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What price opportunity?

An overhaul of the Norwegian oil fund’s active management approach should free it from most of its current investment restrictions, according to a report co-authored by the former chief executive of the Canada Pension Plan Investment Board (CPPIB), David Denison.

Commissioned by the Norway’s ministry of finance, the report examines how the Government Pension Fund Global could approach assets currently beyond its benchmark, investing where it sees benefits rather than being bound by the government agreed restrictions – all due to the Opportunity Cost model employed by the CAD219bn (€144bn) Canadian pension plan, among others. 

The NOK5.3trn (€651.7bn) fund, which is overseen by Norges Bank Investment Management (NBIM) could be managed within a more robust framework as a result of the Finance Ministry agreeing to a reference portfolio comprising 60/40 equities and bonds, according to Denison and co-authors Andrew Ang of Columbia Business School and Michael Brandt of Duke University. 

The authors write: “The Opportunity Cost model raises the bar and accountability for active management because, since the reference portfolio can be passively implemented at close to zero cost, the difference in returns between the fund and the Reference Portfolio directly represents the value-added from active management.”

They argue that the increasing scale of the oil fund will not pose problems, and that it could “[provide] the answers to if and when a particular new alternative investment class [could] be introduced”. More important, it would do away with the need for the government to set out specific investment limits for assets such as real estate – currently capped at 5% (although only 1.2% has been committed). 

According to the paper, any direct property investment would be justifiable if NBIM believed it offered a “superior” risk/return trade-off when compared with publicly traded property in REITs – while allowing the manager to consider a raft of other property assets, including agency bond financing tied to real estate markets.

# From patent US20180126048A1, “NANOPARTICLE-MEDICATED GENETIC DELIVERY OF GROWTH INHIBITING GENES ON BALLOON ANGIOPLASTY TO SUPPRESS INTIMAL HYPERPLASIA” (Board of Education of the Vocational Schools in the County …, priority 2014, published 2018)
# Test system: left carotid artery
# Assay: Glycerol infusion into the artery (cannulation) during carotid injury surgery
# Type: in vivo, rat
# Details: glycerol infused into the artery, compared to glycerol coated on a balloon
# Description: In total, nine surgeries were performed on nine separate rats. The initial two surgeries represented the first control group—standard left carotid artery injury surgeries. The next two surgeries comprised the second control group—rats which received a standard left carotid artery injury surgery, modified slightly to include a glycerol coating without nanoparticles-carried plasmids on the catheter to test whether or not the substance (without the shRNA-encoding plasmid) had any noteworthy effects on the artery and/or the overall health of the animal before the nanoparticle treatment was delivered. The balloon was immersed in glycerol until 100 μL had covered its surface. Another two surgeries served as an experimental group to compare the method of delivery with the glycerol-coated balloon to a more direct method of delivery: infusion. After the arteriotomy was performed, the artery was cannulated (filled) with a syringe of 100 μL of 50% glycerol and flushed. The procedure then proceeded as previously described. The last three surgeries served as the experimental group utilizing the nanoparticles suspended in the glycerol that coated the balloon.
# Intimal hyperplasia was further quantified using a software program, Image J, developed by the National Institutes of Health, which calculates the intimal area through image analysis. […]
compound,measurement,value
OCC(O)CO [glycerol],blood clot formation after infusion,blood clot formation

In an ideal world, NBIM would be able to justify direct private equity investments, if its mandate is amended accordingly. “In adopting the Opportunity Cost model,” the authors argue, “responsibility for making these trade-offs lies with NBIM – the party best informed to make these investment decisions.”

The oil fund would be suited for such an approach due to its long-term investment horizon, patient enough with its capital to see the “significant differences” that develop over decade-long periods when compared with the reference portfolio, the paper adds.

Such a long-term perspective is arguably already beneficial to CPPIB, which, unlike NBIM, does not act as a universal owner of assets but seeks to benefit from an upside in public markets.

Eric Wetlaufer, head of public market investments at CPPIB, recently told the RI Europe conference that the lack of a long-term approach to his area of expertise risked creating excess volatility and bubbles in markets. “This, in turn, results in management focusing on short-term performance at the expense of a steadfast focus on sustainable, long-term value creation.”

The greater freedoms proposed for Europe’s largest single investor would increase NBIM’s ability to take risks, hopefully to the benefit of Norway in the longer term. But a focus on the long term rather than market cap-weighted indices could also contribute to the stability of the financial market as a whole, given that the fund owns a significant share of global markets.

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